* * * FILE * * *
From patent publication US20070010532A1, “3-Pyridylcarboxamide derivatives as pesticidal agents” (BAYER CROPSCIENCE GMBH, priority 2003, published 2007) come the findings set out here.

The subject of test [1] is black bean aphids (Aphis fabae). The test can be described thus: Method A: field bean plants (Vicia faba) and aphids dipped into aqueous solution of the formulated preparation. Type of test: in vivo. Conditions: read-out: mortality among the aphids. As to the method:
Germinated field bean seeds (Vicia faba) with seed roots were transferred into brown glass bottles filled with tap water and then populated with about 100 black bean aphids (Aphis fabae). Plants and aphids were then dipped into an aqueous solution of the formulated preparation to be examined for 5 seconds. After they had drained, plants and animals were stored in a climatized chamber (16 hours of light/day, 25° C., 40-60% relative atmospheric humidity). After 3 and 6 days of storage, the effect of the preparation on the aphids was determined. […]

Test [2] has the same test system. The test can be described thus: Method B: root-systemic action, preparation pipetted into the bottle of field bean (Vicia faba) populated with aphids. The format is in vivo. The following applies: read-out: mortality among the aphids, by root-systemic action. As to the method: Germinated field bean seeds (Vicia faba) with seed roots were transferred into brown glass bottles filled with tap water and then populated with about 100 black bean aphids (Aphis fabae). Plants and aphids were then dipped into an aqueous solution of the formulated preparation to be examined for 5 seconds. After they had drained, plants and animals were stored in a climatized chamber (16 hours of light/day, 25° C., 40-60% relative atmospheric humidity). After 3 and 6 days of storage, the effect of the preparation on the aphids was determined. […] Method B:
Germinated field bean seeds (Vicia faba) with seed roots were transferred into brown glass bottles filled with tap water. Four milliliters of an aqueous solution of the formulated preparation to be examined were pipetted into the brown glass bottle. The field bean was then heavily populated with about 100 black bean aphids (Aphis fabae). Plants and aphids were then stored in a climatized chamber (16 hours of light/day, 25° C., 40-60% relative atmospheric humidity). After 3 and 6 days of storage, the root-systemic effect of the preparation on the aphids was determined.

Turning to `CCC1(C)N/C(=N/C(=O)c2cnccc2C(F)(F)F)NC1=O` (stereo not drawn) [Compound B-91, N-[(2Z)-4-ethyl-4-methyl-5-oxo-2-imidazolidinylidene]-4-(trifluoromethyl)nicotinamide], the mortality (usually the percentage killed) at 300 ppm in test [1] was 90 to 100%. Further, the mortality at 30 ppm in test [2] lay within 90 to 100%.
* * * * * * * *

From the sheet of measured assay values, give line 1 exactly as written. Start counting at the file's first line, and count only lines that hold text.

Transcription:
From patent publication US20070010532A1, “3-Pyridylcarboxamide derivatives as pesticidal agents” (BAYER CROPSCIENCE GMBH, priority 2003, published 2007) come the findings set out here.